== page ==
Evolution of Halacha

The Written and Oral Torah

What is Halacha?

In Hebrew Jewish law is called Halacha. Halacha provides guidelines as how to live. The word Halacha comes from the Hebrew word "holech" which means walk and Halacha is the pathway of Judaism.

The Written Torah

The Written Law is called the Tanach. The Tanach is made up of three sections, Torah Neviim and Ketuvim. The Torah in consists the five books of Moses and was received on Mount Sinai. The Neviim section is the "prophets", some of the names of these prophets are Samuel, Joshua and Jonah. The final section of the Tanach is the Ketuvim which translates to the "writings". The Ketuvim is made up with stories and the megillot such as, Esther and Ruth.

The Written Torah was given by g-d, but there are two different opinions about the Written Torah one orthodox and one reform. Orthodox Jews believe the Torah was written by g-d and since all mitzvot 32 were written by g-d they must be obeyed and are immutable. On the other hand reform Jews believe the written Torah may have only been inspired by g-d, so therefore if g-d didn't write the Torah the mizvot don't need to be obeyed.

The Oral Torah

The Oral Torah helps us to understand how to deal with modern issues and how we can involve these issues in our everyday lives. The Oral Torah is needed to explain certain Torah law that would be problematic if carried out literally. For example "an eye for an eye" (Shmot 21:24) Without the Oral Torah some commandments would be impossible to understand if the Oral Torah did not explain them.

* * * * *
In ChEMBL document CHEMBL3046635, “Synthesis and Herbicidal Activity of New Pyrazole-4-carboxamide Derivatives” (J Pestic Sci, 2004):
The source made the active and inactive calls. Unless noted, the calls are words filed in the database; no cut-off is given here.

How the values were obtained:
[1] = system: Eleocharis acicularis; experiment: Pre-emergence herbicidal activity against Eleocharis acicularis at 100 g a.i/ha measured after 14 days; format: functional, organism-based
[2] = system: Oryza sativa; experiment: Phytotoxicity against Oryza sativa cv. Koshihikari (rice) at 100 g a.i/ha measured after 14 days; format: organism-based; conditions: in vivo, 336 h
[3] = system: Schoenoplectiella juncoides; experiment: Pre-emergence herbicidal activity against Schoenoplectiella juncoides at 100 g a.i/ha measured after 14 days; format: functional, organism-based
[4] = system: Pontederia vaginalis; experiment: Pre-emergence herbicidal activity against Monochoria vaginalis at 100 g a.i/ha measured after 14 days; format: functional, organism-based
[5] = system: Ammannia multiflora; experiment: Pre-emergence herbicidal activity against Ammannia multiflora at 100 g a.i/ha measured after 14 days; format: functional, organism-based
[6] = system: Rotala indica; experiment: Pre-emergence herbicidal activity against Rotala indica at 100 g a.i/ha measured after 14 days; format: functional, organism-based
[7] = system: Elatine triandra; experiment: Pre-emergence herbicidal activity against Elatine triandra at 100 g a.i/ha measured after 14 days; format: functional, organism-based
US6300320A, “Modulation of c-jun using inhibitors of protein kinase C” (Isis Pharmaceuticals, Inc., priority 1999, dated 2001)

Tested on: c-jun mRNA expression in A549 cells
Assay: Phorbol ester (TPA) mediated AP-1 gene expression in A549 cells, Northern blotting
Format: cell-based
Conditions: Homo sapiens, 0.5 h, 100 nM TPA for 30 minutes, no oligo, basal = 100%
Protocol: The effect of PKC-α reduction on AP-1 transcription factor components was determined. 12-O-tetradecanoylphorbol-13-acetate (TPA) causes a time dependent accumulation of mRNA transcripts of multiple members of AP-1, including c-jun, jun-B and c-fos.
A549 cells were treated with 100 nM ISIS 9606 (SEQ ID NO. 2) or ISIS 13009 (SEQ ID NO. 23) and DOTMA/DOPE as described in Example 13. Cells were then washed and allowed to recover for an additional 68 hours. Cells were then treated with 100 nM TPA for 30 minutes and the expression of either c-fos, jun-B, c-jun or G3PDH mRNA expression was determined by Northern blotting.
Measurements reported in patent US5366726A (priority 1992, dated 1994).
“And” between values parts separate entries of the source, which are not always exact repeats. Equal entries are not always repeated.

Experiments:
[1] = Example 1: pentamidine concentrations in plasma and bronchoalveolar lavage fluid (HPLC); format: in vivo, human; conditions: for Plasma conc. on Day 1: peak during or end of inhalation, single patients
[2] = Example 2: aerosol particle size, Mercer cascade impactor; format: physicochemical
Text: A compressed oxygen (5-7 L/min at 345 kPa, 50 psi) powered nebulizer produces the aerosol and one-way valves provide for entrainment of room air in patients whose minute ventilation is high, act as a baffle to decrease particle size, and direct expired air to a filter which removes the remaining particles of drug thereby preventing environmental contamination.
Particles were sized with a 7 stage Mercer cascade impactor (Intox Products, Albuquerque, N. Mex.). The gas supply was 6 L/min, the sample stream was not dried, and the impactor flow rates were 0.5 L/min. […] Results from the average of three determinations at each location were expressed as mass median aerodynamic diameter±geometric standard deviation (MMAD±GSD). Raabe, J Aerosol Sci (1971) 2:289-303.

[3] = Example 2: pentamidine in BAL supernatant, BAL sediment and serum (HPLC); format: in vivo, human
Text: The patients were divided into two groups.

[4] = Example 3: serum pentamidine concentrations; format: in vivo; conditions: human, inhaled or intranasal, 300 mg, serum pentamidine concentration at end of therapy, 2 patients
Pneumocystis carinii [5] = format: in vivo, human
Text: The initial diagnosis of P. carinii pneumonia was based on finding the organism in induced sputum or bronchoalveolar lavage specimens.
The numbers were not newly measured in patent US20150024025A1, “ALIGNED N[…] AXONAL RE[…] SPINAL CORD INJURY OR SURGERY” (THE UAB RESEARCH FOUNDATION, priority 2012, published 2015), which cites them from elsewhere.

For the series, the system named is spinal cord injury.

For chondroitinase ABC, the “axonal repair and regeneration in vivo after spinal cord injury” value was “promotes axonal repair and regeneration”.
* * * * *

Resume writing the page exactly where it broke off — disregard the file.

There are five parts of the Oral Torah. These parts are the Mishna, Gemara, Commentators, Codes and the Responsa.

Mishna: The Mishna covers the discussions and decisions of the rabbis and scholars from 200 BCE to 200 CE. The Mishna is broken up into six sections. The Mishna was edited and written down by Rabbi Yehuda Hanasi at around 200 BCE. The Mishna was written down at this time because at this passage of time for the Jews raised the possibility that the details of the oral traditions would be forgotten.

Gemara: In the three centuries following the compilation of the Mishnah, rabbis throughout Israel and Babylonia analysed, debated and discussed that work. These discussions were recorded in writing, and form the Gemara.

Commentators: The commentaries were intended to help understand the early teachings, Torah and Talmud. Some famous commentators are Rashi and Ramban.

Codes: There is a huge amount of Jewish text and it would be near impossible to know what writing is on, so thats why the idea to codify this material was introduced. To codify means to separate the decisions from the discussions and arguments of rabbis and only record the end result. There are some pros and cons of the codification some pros are it makes Jewish law accessible to the average Jew; allows Jews to know what exactly to do. It also gives a definite answer. Although there are still some cons for the codification such as Jewish law because less flexible and less diversity of opinions. By giving a definate answer there is less chance of discussion and different interpretations. The most famous code of Jewish law are Mishneh Torah written by Rambam and the Shulchan Aruch written by Josef Caro.

Responsa: The Respona is the questions and answers on modern day issues. the responsa was created by rabbis to make Jewish life simpler to answer.